Tell me about your new concept album and your single “Back to Square One.”

MM: Alright so… we are publishing a graphic novel series titled ‘Starfire’. The album is a concept album which goes along with the graphic novel series. Every single issue in the series is named after a song on the album, so when you are listening to the whole album, you can follow along with the graphic novel series which are both in the same order. When you are reading an issue of the comic, you can listen to the song which goes along with what is happening in that particular scene.

EJ: ‘Back To Square One’ was written with the thought of the band going back to square one. We are pretty much starting over with regards to writing the songs, and  I personally was going back to square one starting over with a new band so we were all going back to the beginning and starting over new with the project. When you go back to square one, your mind is blank and you don’t know where to go…and you pick one part and run away with that idea.

ET: Also we are nerds and love reading comics. A lot of bands we love use concepts like this like Coheed and Cambria.

MM: Ok so I used Coheed as a huge inspiration. They have a huge complicated published backstory which takes a lot of time to fully get into and they also excessively sing entire chapters in their songs. Phish was also an inspiration to me, because they have this universe called ‘Gamehenge’ It’s a universe/story they created, but you can only really know about it if you are a big fan of the band because they only really talk about it during live sets in between songs and very slyly lightly reference it in their songs like ‘Wilson’; as opposed to Coheed where the entire album is literally word for word an entire novel.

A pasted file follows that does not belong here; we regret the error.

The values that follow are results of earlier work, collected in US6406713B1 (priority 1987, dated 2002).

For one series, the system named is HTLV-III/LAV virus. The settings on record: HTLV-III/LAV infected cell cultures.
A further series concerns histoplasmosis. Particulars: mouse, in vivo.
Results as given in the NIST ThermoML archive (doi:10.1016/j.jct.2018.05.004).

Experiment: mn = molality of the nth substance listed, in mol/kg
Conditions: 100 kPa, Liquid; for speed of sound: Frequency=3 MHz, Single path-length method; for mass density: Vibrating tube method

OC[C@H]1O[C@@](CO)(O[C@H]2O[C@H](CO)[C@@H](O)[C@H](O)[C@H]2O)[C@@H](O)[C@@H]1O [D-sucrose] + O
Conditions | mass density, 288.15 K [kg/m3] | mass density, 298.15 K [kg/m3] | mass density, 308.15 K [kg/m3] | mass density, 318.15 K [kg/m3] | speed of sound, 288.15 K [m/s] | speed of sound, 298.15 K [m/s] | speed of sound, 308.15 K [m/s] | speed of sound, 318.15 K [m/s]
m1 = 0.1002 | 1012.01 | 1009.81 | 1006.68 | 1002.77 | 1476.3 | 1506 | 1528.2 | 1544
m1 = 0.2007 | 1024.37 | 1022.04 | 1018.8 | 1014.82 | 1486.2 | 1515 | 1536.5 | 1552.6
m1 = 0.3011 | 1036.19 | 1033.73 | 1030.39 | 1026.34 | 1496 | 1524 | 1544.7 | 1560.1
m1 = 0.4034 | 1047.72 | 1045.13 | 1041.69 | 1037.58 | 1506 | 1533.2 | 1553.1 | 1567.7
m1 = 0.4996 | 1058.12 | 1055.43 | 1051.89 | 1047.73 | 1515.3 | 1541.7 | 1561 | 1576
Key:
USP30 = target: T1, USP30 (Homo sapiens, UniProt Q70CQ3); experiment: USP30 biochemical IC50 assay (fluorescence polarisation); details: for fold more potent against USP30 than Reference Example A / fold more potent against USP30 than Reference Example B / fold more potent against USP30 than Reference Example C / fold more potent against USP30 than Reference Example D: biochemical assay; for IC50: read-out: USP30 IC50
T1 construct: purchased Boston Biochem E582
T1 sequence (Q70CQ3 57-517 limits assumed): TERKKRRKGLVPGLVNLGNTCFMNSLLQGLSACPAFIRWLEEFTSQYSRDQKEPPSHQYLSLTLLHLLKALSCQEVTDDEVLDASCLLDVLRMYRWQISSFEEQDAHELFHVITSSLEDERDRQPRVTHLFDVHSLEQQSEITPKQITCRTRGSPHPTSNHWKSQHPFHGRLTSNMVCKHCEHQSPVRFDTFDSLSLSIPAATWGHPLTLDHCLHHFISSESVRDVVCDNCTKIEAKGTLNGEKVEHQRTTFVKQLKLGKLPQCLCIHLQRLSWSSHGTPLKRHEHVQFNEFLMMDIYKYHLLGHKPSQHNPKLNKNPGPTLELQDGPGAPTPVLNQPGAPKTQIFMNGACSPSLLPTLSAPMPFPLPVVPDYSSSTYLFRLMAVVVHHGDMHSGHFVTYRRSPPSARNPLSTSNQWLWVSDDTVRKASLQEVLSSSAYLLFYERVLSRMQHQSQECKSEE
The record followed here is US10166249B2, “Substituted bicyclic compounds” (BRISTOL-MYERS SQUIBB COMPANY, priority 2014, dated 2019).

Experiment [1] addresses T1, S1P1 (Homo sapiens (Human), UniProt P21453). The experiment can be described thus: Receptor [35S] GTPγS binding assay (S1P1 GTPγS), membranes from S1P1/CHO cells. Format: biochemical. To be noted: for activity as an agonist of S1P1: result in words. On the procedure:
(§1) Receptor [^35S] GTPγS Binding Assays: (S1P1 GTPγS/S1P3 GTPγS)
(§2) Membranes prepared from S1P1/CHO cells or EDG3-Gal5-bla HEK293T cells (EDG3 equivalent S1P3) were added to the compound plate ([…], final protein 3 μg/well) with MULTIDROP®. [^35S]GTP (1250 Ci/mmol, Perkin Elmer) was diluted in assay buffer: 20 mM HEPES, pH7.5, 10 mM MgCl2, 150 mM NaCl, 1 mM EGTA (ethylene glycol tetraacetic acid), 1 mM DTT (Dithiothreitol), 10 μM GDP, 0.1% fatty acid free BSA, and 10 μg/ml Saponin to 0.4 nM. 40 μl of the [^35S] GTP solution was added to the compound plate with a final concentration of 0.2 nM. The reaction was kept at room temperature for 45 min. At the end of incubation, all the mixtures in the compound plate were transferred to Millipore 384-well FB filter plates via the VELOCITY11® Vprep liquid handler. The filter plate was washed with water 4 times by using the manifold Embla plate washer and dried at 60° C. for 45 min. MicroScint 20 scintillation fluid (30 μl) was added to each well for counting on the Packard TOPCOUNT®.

ET: Also like Pink Floyd and Disco Biscuits who put out epic rock operas.

MM: So what I wanted to do was the best of both worlds: a very simple storyline that was easy to understand and get involved with. Instead of making it an inside joke like Phish did with ‘Gamehenge’, I am going to put it out the same exact way as the album. When you hear about ‘Galaxy Dynamite’, it’ll be two things, the music and graphic novel series. There is no way you can know about the album without the graphic novel series, and there’s no way you can know about the series without knowing about the album and band that goes along with it. I think we are only going to do the graphic novel series for as many issues as there are songs on the album, and once both of those come out we are going to put that project to the side. The concept album and novel is a project and once we developed the project we will stop and it work on the next thing.

Tell me about your festival Starfire announce for April 22.  Why did you choose this location and date?  What sort of lineup can we expect?